Members of the UO river research group have been busy thinking about the ways rocks and soil move across the landscape before ending up as river channel sediment this autumn by attending field trips as part of Hillslope Geomorphology being taught by Josh Roering in the UO Geological Sciences department. Aaron Zettler-Mann, Christina Appleby, and Devin Lea all traveled as part of the class in October to the Painted Hills Unit of the John Day Fossil Beds National Monument to measure and analyze hillslope processes occurring on the area’s badland topography. This trio, headed by Aaron, also obtained photographs and created a high-resolution DEM of the study area using structure-from-motion. Aaron and Devin more recently traveled with the class in early November to the Oregon Coast Range to study a series of debris flows that occurred on the Wolf Creek watershed in 2012. Understanding the failure rate and mechanisms of these debris flows are important for hazard risk assessments, landscape development over time, and how and when sediment is delivered to rivers.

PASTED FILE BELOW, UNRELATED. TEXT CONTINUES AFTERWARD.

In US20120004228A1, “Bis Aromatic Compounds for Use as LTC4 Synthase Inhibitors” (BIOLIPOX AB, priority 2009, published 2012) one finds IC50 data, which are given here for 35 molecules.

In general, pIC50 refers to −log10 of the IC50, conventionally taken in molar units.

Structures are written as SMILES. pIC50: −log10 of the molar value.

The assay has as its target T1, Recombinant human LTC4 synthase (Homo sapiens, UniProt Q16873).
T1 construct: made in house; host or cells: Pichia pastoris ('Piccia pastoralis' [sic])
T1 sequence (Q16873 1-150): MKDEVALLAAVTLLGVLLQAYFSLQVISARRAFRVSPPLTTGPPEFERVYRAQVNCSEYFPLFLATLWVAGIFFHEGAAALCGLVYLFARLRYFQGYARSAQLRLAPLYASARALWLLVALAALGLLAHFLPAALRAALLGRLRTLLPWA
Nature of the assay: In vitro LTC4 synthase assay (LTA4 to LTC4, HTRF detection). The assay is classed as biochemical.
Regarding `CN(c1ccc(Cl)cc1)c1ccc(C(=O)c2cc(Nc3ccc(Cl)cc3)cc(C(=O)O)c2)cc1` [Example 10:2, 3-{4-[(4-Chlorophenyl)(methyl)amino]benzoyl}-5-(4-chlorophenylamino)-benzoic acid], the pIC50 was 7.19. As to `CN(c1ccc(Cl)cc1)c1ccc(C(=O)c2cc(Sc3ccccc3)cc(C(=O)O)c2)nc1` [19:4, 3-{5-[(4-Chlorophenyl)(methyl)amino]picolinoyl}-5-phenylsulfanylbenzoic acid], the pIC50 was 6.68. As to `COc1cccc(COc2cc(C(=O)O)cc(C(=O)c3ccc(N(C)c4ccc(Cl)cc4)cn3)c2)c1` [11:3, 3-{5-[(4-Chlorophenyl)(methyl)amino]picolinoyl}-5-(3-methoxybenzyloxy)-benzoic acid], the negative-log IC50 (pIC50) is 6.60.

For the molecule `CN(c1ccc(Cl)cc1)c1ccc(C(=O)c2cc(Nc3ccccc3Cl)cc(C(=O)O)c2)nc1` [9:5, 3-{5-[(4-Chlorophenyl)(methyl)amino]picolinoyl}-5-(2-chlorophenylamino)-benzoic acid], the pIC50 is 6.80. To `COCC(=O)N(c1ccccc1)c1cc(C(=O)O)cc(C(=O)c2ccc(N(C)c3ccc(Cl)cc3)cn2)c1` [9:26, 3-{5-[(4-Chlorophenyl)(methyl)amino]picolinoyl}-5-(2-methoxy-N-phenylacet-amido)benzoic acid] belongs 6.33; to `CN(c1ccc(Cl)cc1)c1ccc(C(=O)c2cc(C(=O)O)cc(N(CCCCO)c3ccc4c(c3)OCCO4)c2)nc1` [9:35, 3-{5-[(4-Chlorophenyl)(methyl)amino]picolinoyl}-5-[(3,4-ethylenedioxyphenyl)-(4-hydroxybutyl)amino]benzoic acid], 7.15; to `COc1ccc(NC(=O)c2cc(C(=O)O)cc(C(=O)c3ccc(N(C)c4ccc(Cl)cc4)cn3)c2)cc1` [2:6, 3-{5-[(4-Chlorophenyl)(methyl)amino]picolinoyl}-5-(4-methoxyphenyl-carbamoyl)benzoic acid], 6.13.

Students ponder badland processes at the Painted Hills
Photographs taken at the Painted Hills were used to generate a high-resolution DEM
A great example of valley fog on the way to examine debris flows in the Oregon Coast Range
Devin and Aaron helped measure the site of initial failure for a debris flow on a nearly 40 degree hillslope in the Coast Range